In recent decades, 'Yasujirô Ozu's' Tokyo Story (1953) and Akira Kurosawa's Seven Samurai (1954) have consistently polled as the two greatest Japanese films ever made in both Japanese and foreign movie lists. However, the two master directors had radically different styles and approaches, were employed (for the most part) by different studios, and thus worked with totally different crews. In fact, the only person associated with both films is the prolific character actor Eijirô Tôno, who played both Numata, a drinking buddy of the elderly protagonist, in Tokyo Story, and the desperate kidnapper whom Kambei confronts in Seven Samurai.

This film is often described as the greatest Japanese film ever made, including by well-known Japanese film historian Donald Richie and by Entertainment Weekly, in its list of The 100 Greatest Films of All Time. Interestingly, despite its widespread commercial popularity, it was not particularly highly regarded by Japanese critics at the time of its release (the early 1950s is now regarded as a sort of Golden Age of Japanese cinema).

Early in the writing process, six of the samurai were conceptualized, all loosely based on historic figures. Originally Toshirô Mifune was meant to play Kyuzo, the extremely stoic master swordsman. However, Akira Kurosawa and his collaborating writers decided that they needed a character they could more identity with who wasn't a fully-fledged samurai, so Kikuchiyo was created. Since Kikuchiyo didn't have a historic basis, Mifune was allowed to do an unprecedented (for a Kurosawa film) amount of improvisation in the part.

Toho pulled the plug on the project several times when it ran over budget, forcing director Akira Kurosawa to go back and personally argue with the board of directors who were convinced they were making a flop.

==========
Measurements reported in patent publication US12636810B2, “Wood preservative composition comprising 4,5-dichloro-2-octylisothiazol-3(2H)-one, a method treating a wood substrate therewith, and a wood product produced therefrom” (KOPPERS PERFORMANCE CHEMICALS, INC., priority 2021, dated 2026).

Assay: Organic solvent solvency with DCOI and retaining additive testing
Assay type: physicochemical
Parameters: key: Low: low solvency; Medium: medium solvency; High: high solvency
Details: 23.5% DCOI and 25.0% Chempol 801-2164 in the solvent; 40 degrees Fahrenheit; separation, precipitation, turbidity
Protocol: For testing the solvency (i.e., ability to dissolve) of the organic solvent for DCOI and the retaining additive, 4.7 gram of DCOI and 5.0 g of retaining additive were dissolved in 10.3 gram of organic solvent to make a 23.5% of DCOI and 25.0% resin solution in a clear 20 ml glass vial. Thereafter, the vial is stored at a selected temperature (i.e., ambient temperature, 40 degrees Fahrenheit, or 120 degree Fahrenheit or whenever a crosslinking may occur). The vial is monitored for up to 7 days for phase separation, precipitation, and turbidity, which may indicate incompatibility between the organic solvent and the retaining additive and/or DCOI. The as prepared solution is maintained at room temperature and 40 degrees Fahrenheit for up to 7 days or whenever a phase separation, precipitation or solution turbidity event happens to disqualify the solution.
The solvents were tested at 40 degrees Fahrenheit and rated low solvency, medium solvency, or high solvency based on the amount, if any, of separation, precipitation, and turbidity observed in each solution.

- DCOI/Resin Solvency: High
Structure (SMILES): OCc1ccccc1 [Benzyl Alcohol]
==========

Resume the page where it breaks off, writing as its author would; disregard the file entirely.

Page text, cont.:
The simultaneous production of Seven Samurai (1954) and Godzilla (1954) nearly forced Tôhô Kabushiki Kaisha into bankruptcy.

First use of a scene which is now commonplace in cinema: The approaching horde coming into view as they crest a hilltop, specifically when Kikuchiyo sees the mounted bandits approaching.

The movie is set in 1586. We learn during the scroll scene that the real Kikuchiyo was born in year two of the Tensho era (1574) and is now 13 years old. Japanese convention considered a child to be one year old when he was born and advanced his age one year each new year.

Filming had to be stopped several times due to a shortage of horses for the final battle sequences.

Seiji Miyaguchi, who played the taciturn samurai Kyuzo, had not touched a sword at all before this movie. Editing and careful cinematography were both used to give the impression that he was a master.

Akira Kurosawa's ancestors were samurai, roughly up to a hundred years before he made this film.

This was the first film on which Akira Kurosawa used multiple cameras, so he wouldn't interrupt the flow of the scenes and could edit the film together as he pleased in post-production. He used the multiple camera set-up on every subsequent film.

Often credited as the first modern action movie. Many now commonly used cinematographic and plot elements - such as slow motion for dramatic flair and the reluctant hero to name a couple - are seen for perhaps the first time. Other movies may have used them separately before, but Akira Kurosawa brought them all together.

After months of research, all of the seven major characters in the film wound up being based on historical samurai who once existed.

Kurosawa designed a registry of all 101 residents of the village, creating a family tree to help his extras build their characters and relationships to each other.

Akira Kurosawa's original idea for the film was to make it about a day in the life of a samurai, beginning with him rising from bed and ending with him making some mistake that required him to kill himself to save face. Despite a good deal of research, he did not feel he had enough solid factual information to make the movie, but came across an anecdote about a village hiring samurai to protect them and decided to use that idea. Kurosawa wrote a complete dossier for each character with a speaking role. In it were details about what they wore, their favorite foods, their past history, their speaking habits and every other detail he could think of about them. No other Japanese director had ever done this before.
Movie Connection(s):
Remade as: The Magnificent Seven (English)
Remade as: China Gate (Hindi)
Remade as: Battle Beyond the Stars (English)